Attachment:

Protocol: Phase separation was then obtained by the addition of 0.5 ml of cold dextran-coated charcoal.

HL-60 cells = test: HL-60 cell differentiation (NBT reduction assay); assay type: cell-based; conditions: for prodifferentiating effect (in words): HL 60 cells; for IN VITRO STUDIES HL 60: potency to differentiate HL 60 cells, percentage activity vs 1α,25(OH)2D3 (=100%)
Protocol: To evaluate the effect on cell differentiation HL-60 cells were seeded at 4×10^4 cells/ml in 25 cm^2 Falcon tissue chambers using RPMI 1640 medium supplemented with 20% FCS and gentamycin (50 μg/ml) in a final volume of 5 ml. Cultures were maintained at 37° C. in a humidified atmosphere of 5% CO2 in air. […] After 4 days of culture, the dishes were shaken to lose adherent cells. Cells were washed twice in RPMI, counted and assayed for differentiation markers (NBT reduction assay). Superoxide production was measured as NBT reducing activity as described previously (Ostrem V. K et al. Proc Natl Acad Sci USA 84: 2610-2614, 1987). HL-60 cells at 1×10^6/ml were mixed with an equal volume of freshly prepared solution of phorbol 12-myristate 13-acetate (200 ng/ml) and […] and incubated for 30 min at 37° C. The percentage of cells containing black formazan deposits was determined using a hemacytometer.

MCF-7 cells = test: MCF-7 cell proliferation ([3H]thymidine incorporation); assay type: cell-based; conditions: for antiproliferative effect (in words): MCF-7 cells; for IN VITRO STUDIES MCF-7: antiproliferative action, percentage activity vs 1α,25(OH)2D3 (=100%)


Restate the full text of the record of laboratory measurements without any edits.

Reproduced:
Protocol: Phase separation was then obtained by the addition of 0.5 ml of cold dextran-coated charcoal.

HL-60 cells = test: HL-60 cell differentiation (NBT reduction assay); assay type: cell-based; conditions: for prodifferentiating effect (in words): HL 60 cells; for IN VITRO STUDIES HL 60: potency to differentiate HL 60 cells, percentage activity vs 1α,25(OH)2D3 (=100%)
Protocol: To evaluate the effect on cell differentiation HL-60 cells were seeded at 4×10^4 cells/ml in 25 cm^2 Falcon tissue chambers using RPMI 1640 medium supplemented with 20% FCS and gentamycin (50 μg/ml) in a final volume of 5 ml. Cultures were maintained at 37° C. in a humidified atmosphere of 5% CO2 in air. […] After 4 days of culture, the dishes were shaken to lose adherent cells. Cells were washed twice in RPMI, counted and assayed for differentiation markers (NBT reduction assay). Superoxide production was measured as NBT reducing activity as described previously (Ostrem V. K et al. Proc Natl Acad Sci USA 84: 2610-2614, 1987). HL-60 cells at 1×10^6/ml were mixed with an equal volume of freshly prepared solution of phorbol 12-myristate 13-acetate (200 ng/ml) and […] and incubated for 30 min at 37° C. The percentage of cells containing black formazan deposits was determined using a hemacytometer.

MCF-7 cells = test: MCF-7 cell proliferation ([3H]thymidine incorporation); assay type: cell-based; conditions: for antiproliferative effect (in words): MCF-7 cells; for IN VITRO STUDIES MCF-7: antiproliferative action, percentage activity vs 1α,25(OH)2D3 (=100%)